Pricing the tonne of carbon that tips us into climate catastrophe
4th November, 2009
In this brilliant winning entry of the Ecologist/New Economics Foundation essay competition, Janine Morley imagines what it would be like to buy that fateful tonne of carbon from a telephone broker...
How do you price the extra tonne of carbon that, once burned, tips the balance and triggers potentially catastrophic, irreversible global warming?
'So you’re looking for a quote on a tonne of carbon? It’s a very special tonne that you’re interested in buying, I understand? You’re after the tonne that tips the climate into a runaway conversion to a chaotic state. Hmm, well, I can’t guarantee you that precise tonne, I should warn you, but scientists are convinced this runaway effect will be triggered by what we’re emitting right about now. So any tonne you buy today could be the one. And it’s a great time to buy - the markets have adjusted to the new global scenario and prices have really dropped off following the boom earlier in the year. You’re in for a bargain!
'But first, I am obliged to check that, as a private customer, you are aware that there is no legal or other requirement for you to buy carbon emissions rights. Not even for that special tonne that tips the climate. Can you confirm that you understand? Great, so you’re definitely looking to buy.
'Looking at your options, then, the first route is to buy from one of the many carbon trading systems around the world. Some are closed markets, limited to controlled participants only. But in others anyone can trade through an agent - so long as you’re not buying too much. For one tonne, I can give you a quote on the EU Emissions Trading Scheme for £21.17. Remember, it could be the tonne that tips the climate and procured this way you’re using an internationally reputable scheme that is helping to deliver the climate change targets of the Copenhagen Protocol.
'Your second option, which I’m sure you’ve heard of, is the purchase of offsetting credits. Now, these aren’t strictly emissions rights, but they work in a similar way. Copenhagen-compliant credits are priced at roughly equivalent value to the market price. I’m looking at a well-regarded scheme here for £19.67 a tonne. Or for a Gold Standard scheme the price of a tonne is about £30. Just depends on how much you’re looking to spend.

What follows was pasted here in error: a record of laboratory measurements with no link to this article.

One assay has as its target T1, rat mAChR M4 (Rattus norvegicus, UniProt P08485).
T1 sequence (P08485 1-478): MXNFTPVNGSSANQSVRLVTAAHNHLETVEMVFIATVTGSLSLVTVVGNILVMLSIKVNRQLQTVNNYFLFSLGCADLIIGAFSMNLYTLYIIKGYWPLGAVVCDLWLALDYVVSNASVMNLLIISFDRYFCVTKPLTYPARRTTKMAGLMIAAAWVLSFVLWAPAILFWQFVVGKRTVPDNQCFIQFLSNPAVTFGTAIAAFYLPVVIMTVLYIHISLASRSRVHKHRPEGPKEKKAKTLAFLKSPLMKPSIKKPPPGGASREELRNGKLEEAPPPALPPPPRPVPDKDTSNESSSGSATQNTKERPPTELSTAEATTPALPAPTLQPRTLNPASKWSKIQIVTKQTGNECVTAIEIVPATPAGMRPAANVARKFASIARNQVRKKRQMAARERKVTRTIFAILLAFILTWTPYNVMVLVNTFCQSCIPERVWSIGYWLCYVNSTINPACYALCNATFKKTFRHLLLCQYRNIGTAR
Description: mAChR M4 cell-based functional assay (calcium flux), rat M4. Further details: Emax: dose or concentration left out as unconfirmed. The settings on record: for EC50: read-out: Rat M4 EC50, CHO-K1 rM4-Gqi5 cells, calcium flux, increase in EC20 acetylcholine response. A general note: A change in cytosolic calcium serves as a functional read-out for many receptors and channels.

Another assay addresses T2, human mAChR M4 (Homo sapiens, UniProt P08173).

'If that doesn’t do it for you, there’s a relatively new scheme you might like: community carbon trading groups. These are limited companies that recruit members of the public and give them support to cut their carbon emissions which they then sell on. The price is fixed to the Government’s shadow price of carbon, plus a small administration fee. Let’s see, you can buy one tonne, today, for £35.80.
'Which of those take your fancy? Which is the most legitimate and legally defendable? Hmm, good question, I would say buying from a Copenhagen-compliant trading scheme. That’s what you’re going for? Great! I’ll just start processing the transaction...
'Huh, I can tell you back in 2009 when I got into this business it had such a bright future. I was a bit of an idealist back then – I needed to make a living as well, of course - but everyone thought carbon trading was going to be the solution to climate change. It felt like we had years to prevent the worst case. I never thought I would end up selling the "last tonne" so soon! Hmm? Oh, I’m sorry, the "last tonne": that’s what we call it. You know, the last tonne of the world as we know it, the one that tips the climate, the tonne that everyone was working to avoid. Don’t get me wrong. As I’ve said, I can’t give any guarantees on the one you’ve just bought. But every tonne this year is playing its part. The scientists are pretty convinced we’ll emit enough carbon this year to ensure we go through that tipping point – a 95 per cent chance they say. Come 2019, we’re in a new age.
'I thought I’d be out of work, to be honest, when the news reports kept coming. I thought the governments would close down the markets, impose severe restrictions, even buy up the rights themselves once they realised it was too late to adjust their own 2050 targets. But then, as I guess you know, the markets went stellar – prices soared – and the governments hoped they would work. I even thought about quitting. I wasn’t sure if I could live with myself, for selling the very carbon that would damn us. But I’m just a middle man if I’m honest with myself. If not me, somebody else would do it. And with such high prices I couldn’t say no. I’ve my parents and my brother’s family to support.
'Unfortunately, the boom was short-lived. Once everyone realised the governments weren’t going to do anything and a chaotic climate seemed inevitable the pressure just eased off.
'There, it’s almost processed. Yes, that’s right, the ID system is clogged up again. So...I hope you don’t think I’m being rude: are you planning to do anything special with your carbon emissions? Ah, I see. Yes, I had to get rid of my car – so expensive. And why the special interest in buying the tonne that tips the climate? What, it felt wrong, did it? Ah, so you wanted to buy it, to make sure it was all legal and accounted for. Make sure it’s on the record so to speak. Ease your conscience and all that. No, it doesn’t sound that funny. In fact, you’re not the first to say that to me. Hmm? Likewise, I never thought I could sell it but life goes on.
'Right, that’s it. Your credit certificate and receipt will be emailed to you. I hope you’ll feel like keeping your conscience at rest by buying more carbon in the future. At least, you’ll know the ropes. Cheerio.'
Essays from three runners-up in the competition will be posted over the next month - check back to read more insights into 'the last tonne'...
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